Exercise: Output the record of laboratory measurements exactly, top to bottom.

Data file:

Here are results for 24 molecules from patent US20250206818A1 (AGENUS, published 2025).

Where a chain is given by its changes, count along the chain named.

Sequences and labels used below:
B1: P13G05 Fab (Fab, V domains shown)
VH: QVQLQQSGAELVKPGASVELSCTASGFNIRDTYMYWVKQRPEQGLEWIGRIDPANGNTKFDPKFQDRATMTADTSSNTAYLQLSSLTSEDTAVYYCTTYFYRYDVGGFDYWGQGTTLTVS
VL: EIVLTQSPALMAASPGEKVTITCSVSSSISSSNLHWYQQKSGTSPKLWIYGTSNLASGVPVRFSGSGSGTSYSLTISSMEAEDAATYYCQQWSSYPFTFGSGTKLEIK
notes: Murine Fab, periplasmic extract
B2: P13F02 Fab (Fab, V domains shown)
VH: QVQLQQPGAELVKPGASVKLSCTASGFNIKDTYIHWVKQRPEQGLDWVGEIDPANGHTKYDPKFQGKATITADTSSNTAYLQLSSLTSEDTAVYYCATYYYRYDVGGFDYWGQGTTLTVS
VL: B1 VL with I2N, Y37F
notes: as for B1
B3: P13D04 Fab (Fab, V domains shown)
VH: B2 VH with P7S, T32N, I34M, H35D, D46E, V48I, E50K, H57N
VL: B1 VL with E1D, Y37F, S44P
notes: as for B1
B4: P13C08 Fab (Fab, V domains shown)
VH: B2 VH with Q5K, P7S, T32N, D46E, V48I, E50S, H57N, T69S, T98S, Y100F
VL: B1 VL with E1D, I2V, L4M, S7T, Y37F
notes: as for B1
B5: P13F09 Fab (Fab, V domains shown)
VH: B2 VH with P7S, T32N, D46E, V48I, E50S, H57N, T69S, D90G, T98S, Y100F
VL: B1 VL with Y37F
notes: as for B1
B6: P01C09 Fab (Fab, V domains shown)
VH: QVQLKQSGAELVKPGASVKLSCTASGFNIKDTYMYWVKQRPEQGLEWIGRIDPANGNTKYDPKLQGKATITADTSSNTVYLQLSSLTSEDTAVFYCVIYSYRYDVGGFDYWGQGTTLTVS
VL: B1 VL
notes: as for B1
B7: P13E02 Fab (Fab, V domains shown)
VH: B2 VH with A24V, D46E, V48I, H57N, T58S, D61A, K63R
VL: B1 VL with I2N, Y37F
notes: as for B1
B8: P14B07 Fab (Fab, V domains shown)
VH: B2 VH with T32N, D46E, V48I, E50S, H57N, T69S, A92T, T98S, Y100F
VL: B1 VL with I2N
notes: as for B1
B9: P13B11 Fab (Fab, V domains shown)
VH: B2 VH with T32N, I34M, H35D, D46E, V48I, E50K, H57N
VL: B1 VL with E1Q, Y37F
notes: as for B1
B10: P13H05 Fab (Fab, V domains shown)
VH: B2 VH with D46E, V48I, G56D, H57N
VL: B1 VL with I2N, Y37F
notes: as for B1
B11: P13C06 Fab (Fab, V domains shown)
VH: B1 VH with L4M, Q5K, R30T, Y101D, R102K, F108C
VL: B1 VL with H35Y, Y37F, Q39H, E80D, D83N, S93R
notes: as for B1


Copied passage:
Here are results for 24 molecules from patent US20250206818A1 (AGENUS, published 2025).

Where a chain is given by its changes, count along the chain named.

Sequences and labels used below:
B1: P13G05 Fab (Fab, V domains shown)
VH: QVQLQQSGAELVKPGASVELSCTASGFNIRDTYMYWVKQRPEQGLEWIGRIDPANGNTKFDPKFQDRATMTADTSSNTAYLQLSSLTSEDTAVYYCTTYFYRYDVGGFDYWGQGTTLTVS
VL: EIVLTQSPALMAASPGEKVTITCSVSSSISSSNLHWYQQKSGTSPKLWIYGTSNLASGVPVRFSGSGSGTSYSLTISSMEAEDAATYYCQQWSSYPFTFGSGTKLEIK
notes: Murine Fab, periplasmic extract
B2: P13F02 Fab (Fab, V domains shown)
VH: QVQLQQPGAELVKPGASVKLSCTASGFNIKDTYIHWVKQRPEQGLDWVGEIDPANGHTKYDPKFQGKATITADTSSNTAYLQLSSLTSEDTAVYYCATYYYRYDVGGFDYWGQGTTLTVS
VL: B1 VL with I2N, Y37F
notes: as for B1
B3: P13D04 Fab (Fab, V domains shown)
VH: B2 VH with P7S, T32N, I34M, H35D, D46E, V48I, E50K, H57N
VL: B1 VL with E1D, Y37F, S44P
notes: as for B1
B4: P13C08 Fab (Fab, V domains shown)
VH: B2 VH with Q5K, P7S, T32N, D46E, V48I, E50S, H57N, T69S, T98S, Y100F
VL: B1 VL with E1D, I2V, L4M, S7T, Y37F
notes: as for B1
B5: P13F09 Fab (Fab, V domains shown)
VH: B2 VH with P7S, T32N, D46E, V48I, E50S, H57N, T69S, D90G, T98S, Y100F
VL: B1 VL with Y37F
notes: as for B1
B6: P01C09 Fab (Fab, V domains shown)
VH: QVQLKQSGAELVKPGASVKLSCTASGFNIKDTYMYWVKQRPEQGLEWIGRIDPANGNTKYDPKLQGKATITADTSSNTVYLQLSSLTSEDTAVFYCVIYSYRYDVGGFDYWGQGTTLTVS
VL: B1 VL
notes: as for B1
B7: P13E02 Fab (Fab, V domains shown)
VH: B2 VH with A24V, D46E, V48I, H57N, T58S, D61A, K63R
VL: B1 VL with I2N, Y37F
notes: as for B1
B8: P14B07 Fab (Fab, V domains shown)
VH: B2 VH with T32N, D46E, V48I, E50S, H57N, T69S, A92T, T98S, Y100F
VL: B1 VL with I2N
notes: as for B1
B9: P13B11 Fab (Fab, V domains shown)
VH: B2 VH with T32N, I34M, H35D, D46E, V48I, E50K, H57N
VL: B1 VL with E1Q, Y37F
notes: as for B1
B10: P13H05 Fab (Fab, V domains shown)
VH: B2 VH with D46E, V48I, G56D, H57N
VL: B1 VL with I2N, Y37F
notes: as for B1
B11: P13C06 Fab (Fab, V domains shown)
VH: B1 VH with L4M, Q5K, R30T, Y101D, R102K, F108C
VL: B1 VL with H35Y, Y37F, Q39H, E80D, D83N, S93R
notes: as for B1